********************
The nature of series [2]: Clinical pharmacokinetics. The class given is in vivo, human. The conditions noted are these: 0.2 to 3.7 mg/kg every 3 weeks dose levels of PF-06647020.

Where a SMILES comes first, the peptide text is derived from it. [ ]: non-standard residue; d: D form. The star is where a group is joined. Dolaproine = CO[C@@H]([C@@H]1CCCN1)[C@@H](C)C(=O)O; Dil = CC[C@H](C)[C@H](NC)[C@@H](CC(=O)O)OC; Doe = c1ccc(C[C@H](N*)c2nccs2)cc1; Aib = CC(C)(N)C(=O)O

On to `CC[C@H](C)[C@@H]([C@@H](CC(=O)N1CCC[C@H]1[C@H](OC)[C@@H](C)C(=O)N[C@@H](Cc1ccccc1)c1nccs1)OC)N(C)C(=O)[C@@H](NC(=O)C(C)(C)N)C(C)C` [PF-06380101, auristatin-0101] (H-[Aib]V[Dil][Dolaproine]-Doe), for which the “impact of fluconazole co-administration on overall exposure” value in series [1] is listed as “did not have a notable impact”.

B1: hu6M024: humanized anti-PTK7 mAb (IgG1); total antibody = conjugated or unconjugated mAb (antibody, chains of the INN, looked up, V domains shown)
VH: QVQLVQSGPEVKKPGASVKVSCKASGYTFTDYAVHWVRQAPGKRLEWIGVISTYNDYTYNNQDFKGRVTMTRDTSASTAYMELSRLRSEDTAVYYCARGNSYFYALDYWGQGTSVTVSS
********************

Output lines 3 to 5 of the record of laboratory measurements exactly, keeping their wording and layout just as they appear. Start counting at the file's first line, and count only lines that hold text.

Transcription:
On to `CC[C@H](C)[C@@H]([C@@H](CC(=O)N1CCC[C@H]1[C@H](OC)[C@@H](C)C(=O)N[C@@H](Cc1ccccc1)c1nccs1)OC)N(C)C(=O)[C@@H](NC(=O)C(C)(C)N)C(C)C` [PF-06380101, auristatin-0101] (H-[Aib]V[Dil][Dolaproine]-Doe), for which the “impact of fluconazole co-administration on overall exposure” value in series [1] is listed as “did not have a notable impact”.

B1: hu6M024: humanized anti-PTK7 mAb (IgG1); total antibody = conjugated or unconjugated mAb (antibody, chains of the INN, looked up, V domains shown)
VH: QVQLVQSGPEVKKPGASVKVSCKASGYTFTDYAVHWVRQAPGKRLEWIGVISTYNDYTYNNQDFKGRVTMTRDTSASTAYMELSRLRSEDTAVYYCARGNSYFYALDYWGQGTSVTVSS